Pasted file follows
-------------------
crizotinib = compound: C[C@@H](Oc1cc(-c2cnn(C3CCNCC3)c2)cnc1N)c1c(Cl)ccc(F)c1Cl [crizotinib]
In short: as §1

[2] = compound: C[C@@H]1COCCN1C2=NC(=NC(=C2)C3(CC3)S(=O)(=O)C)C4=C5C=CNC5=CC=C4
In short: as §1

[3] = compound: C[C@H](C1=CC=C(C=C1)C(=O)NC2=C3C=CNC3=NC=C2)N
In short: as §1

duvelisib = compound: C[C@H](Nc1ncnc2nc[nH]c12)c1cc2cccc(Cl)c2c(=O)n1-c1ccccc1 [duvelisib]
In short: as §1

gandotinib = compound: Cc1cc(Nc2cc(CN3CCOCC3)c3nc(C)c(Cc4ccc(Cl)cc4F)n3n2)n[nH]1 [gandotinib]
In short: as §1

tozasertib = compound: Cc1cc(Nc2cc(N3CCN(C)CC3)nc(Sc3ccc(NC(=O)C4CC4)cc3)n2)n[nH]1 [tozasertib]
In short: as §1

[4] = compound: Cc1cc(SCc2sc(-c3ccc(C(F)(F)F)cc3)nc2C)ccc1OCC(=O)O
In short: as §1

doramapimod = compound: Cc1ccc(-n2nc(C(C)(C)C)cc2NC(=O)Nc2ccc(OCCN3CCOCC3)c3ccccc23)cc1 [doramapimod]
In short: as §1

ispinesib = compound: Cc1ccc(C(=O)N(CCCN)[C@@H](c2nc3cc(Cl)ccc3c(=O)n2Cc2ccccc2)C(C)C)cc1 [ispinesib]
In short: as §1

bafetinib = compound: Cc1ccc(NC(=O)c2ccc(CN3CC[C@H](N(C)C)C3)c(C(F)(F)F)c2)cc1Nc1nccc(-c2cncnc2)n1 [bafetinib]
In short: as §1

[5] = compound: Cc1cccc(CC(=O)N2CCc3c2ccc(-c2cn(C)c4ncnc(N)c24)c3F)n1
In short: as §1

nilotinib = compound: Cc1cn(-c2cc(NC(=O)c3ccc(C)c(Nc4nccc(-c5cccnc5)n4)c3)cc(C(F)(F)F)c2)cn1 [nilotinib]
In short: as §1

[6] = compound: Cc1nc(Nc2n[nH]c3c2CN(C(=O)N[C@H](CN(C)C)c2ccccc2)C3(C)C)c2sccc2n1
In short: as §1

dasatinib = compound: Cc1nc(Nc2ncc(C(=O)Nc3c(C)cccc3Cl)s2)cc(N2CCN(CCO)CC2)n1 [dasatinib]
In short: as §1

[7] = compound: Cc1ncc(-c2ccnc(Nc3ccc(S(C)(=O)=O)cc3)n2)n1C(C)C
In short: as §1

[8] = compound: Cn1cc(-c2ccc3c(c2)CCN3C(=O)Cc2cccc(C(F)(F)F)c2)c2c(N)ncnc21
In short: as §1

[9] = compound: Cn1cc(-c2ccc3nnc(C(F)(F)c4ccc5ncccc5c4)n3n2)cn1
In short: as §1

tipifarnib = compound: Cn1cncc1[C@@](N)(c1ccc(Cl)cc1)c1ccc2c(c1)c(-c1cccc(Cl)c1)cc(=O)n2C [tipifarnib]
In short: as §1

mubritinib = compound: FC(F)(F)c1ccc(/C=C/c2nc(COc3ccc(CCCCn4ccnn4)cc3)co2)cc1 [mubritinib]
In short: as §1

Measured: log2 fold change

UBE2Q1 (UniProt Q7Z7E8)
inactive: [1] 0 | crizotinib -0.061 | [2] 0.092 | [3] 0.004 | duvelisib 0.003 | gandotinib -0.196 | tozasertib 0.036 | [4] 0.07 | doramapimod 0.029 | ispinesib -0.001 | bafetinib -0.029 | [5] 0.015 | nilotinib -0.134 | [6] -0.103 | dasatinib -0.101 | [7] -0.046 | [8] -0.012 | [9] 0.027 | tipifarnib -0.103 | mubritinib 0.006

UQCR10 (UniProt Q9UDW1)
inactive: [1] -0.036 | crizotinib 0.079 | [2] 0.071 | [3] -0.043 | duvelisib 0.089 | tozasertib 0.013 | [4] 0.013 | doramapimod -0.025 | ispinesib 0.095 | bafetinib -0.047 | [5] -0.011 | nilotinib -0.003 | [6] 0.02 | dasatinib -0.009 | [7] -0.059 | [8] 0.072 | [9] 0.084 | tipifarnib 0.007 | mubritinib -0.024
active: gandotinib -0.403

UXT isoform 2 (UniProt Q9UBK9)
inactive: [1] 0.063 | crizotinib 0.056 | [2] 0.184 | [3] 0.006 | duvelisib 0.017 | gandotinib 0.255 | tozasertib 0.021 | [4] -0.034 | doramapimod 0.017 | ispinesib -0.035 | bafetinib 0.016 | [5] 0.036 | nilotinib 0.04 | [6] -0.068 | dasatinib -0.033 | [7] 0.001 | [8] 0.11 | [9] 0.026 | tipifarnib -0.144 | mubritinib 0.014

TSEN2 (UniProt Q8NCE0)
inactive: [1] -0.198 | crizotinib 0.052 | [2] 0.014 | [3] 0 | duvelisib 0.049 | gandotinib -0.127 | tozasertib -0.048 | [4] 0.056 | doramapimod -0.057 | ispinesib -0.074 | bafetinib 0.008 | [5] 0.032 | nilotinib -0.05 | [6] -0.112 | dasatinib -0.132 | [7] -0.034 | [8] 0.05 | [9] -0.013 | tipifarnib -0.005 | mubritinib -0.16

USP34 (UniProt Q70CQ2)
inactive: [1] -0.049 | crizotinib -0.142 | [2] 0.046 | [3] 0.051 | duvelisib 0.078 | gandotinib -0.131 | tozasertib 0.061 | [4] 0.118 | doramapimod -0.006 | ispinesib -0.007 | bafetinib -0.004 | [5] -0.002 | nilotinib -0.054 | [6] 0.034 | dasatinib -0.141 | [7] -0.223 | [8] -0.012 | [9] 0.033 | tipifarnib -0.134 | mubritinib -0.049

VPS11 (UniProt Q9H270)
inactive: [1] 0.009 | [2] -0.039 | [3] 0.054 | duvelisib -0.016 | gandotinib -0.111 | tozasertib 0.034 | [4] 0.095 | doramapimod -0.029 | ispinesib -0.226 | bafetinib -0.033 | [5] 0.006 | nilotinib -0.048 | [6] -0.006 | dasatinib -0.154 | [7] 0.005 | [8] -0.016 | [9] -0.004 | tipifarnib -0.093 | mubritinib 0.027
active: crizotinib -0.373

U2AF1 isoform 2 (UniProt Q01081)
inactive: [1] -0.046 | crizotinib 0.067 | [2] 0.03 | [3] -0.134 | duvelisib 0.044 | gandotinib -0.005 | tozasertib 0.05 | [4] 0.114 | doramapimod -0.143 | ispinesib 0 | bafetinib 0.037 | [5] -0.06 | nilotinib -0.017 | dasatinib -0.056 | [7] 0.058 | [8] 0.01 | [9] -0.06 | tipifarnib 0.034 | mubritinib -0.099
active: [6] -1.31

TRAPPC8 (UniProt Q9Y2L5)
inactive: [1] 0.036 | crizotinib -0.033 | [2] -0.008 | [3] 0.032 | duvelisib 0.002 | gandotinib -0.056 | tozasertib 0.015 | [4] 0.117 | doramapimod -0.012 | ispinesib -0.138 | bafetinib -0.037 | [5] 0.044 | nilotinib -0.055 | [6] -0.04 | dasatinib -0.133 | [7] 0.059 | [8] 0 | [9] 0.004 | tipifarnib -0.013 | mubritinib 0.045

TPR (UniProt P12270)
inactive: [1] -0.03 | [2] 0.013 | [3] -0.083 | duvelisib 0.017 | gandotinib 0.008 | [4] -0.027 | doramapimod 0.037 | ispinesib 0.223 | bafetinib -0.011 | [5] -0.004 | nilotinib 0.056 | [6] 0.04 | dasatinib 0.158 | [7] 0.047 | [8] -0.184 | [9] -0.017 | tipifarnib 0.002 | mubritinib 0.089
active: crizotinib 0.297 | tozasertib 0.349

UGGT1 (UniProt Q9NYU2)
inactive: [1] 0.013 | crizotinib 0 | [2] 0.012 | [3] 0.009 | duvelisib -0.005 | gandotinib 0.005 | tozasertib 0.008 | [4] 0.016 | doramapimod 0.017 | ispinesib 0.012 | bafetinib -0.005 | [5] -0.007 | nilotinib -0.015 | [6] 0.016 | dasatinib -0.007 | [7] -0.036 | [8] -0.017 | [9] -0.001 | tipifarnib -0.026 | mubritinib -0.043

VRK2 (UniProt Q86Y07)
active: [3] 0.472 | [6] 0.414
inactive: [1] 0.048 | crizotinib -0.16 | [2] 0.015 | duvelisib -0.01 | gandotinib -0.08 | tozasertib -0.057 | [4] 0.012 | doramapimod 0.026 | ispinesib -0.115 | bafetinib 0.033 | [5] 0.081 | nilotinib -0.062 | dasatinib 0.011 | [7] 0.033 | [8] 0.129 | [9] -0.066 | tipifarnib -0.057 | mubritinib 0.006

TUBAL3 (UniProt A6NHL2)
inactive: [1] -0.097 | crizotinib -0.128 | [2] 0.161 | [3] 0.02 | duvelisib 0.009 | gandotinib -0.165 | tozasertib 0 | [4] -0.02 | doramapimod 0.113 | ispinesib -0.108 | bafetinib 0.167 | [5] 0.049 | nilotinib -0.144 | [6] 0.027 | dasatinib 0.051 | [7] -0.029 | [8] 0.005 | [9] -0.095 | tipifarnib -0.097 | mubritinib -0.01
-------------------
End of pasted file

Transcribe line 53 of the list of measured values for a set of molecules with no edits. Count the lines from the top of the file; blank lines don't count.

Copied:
active: crizotinib -0.373